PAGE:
Featuring a Uizard member: Ajaz Ahmed, founder of Freeserve, the UK's first billion-pound internet company
- Ajaz Ahmed is the founder of Freeserve, the UK's first billion-pound internet company. Ajaz's journey started during the internet boom of the late 90s, during which he created Freeserve to revolutionise user accessibility to browser-based internet services
- We talk about Ajaz's latest exciting venture, web technology company Quba. Quba builds big websites for big companies!
- Ajaz shares insights into his biggest successes and his past failure, to help inspire fellow Uizard community members on their journey to success.
This series profiles the most important part of Uizard, our community. Today’s featured interview is with Ajaz Ahmed, founder of Freeserve, the UK's first billion-pound internet company.
Hi Ajaz! It’s an honor to be sitting with you here today. Can you tell us a little bit more about your work in Freeserve?
Sure! An awful lot of people that are younger, they won't know that there was a life before the internet, and that you didn't have WiFi or broadband. So in 1998, I heard about this thing called the internet. I thought I wanted to go on the internet. To my surprise, no one could tell me how to get onto the Internet. And eventually, someone told me: “you should try this internet company. They're really good.”
So I phoned up the company. And I said, you know, “I want to go on the Internet, how do I get on the internet?” And he said, “You need a browser.” And I said, “How do I get a browser?,” to which he said, “You can FTP from our site.” And I thought, “What the hell is an FTP?” I now know it stands for File Transfer Protocol – but in order to download it, you’ve got to be on the internet. So I gave up on that.
Eventually, I heard about a company called CompuServe, which was a big American company. I installed CompuServe onto my computer. And when I got onto the internet, I thought, “wow, this is fantastic. In the future, everyone is going to want to go on the internet.” And then I started thinking about my experience. Every day, thousands and thousands of people must be asking us how to get the internet. And we turn around and say, “We don't know.” If we become the internet service provider, then we'll be able to do something that none of the other companies are able to do, which is talk to the customer, because the customer is already in front of us. You won't need to FTP from anywhere, and then we'll also have control of the homepage so the first thing the customer sees will be our homepage; our portal will be built to make money from the search engine, from the shopping channel, and things like that.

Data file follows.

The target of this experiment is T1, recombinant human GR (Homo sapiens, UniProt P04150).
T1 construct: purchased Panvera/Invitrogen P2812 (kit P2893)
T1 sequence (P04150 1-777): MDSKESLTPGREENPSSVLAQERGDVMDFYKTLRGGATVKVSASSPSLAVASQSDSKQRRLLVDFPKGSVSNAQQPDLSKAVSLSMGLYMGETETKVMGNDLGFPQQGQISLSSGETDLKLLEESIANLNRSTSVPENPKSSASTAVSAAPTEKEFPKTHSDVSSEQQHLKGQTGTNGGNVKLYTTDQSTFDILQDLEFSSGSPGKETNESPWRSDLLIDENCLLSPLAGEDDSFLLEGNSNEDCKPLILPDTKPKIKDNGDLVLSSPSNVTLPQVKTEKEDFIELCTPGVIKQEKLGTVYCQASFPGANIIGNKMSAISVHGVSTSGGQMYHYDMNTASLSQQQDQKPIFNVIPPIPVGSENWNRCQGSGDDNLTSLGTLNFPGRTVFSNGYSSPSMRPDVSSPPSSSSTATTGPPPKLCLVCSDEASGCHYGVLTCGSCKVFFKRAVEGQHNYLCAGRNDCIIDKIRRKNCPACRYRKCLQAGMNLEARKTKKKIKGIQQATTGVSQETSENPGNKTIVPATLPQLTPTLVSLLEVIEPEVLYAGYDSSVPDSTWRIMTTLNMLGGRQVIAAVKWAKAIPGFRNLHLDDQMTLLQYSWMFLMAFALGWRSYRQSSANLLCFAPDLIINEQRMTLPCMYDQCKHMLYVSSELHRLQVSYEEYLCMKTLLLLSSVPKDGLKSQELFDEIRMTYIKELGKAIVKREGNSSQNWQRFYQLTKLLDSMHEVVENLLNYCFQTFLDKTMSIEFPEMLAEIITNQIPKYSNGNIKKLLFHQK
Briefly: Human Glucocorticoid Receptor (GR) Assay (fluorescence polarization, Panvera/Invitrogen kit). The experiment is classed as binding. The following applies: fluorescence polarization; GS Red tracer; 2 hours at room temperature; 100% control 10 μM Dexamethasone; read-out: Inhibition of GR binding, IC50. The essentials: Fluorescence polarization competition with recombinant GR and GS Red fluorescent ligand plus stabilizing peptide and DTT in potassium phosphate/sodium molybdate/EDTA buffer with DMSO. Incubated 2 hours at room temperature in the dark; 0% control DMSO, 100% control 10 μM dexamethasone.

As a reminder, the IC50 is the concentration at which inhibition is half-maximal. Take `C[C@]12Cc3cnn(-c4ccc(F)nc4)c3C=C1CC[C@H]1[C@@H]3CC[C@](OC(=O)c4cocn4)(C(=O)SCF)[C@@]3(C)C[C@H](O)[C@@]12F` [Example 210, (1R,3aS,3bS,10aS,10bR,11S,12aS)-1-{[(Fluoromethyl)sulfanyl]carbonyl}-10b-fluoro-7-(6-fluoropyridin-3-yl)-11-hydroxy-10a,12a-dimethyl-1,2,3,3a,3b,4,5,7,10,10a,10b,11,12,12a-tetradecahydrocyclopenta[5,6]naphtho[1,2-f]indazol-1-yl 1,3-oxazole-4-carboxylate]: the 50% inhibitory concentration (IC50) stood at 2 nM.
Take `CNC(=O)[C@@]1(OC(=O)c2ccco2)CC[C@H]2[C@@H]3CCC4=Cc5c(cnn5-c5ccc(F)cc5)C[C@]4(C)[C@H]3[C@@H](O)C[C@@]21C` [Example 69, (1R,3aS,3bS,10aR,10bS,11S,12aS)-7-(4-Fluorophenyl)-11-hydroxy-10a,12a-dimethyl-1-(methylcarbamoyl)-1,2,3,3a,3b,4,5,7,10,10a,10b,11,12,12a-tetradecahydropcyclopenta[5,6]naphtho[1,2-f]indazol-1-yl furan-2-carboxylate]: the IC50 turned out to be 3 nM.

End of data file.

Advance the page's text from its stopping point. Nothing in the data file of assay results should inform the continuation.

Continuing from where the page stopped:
I thought it was a great idea, so I went to see the CEO of PC World and told him about my great idea. And he said, “No, not interested.” A little later, there was a Vanity Fair article with people like Bill Gates, Steve Jobs, Ted Turner, and people like that. And the article said, “in the future, the new establishments are going to be the people that control content and technology.” In this article, this guy said, “what these people are required to do is do the obvious before it becomes obvious to everyone else. Because by the time it becomes obvious to everyone else, it's too late. Because people like them have done it. And the other guys haven't.” So with that, I carried on and insisted on my idea.
On the 22nd of September 1998, which sounds like a long time ago, Freeserve launched on the business model that we're going to give the internet away for free. And within three months, we were the largest ISP in the country. And the incumbents, which were AOL and CompuServe, which no longer exist, were going out of business in the UK. Nine months later, we floated it on the stock exchange in London and in New York, for 1.5 billion GBP, and then the price kept going up. At one point, we were worth 9 billion GBP, and then our share price started to go down. We sold Freeserve to France Telecom, 3 years after we launched, for 1.6 billion GBP.
So, the effect of all of this was there was an awful lot of people who were using the internet for the first time. But because there were so many people on the internet, then there was a market for people selling products and services. It really kickstarted the whole dot com boom. Freeserve was the first thing that many people did the first time they went on the internet. It really changed everything in the UK.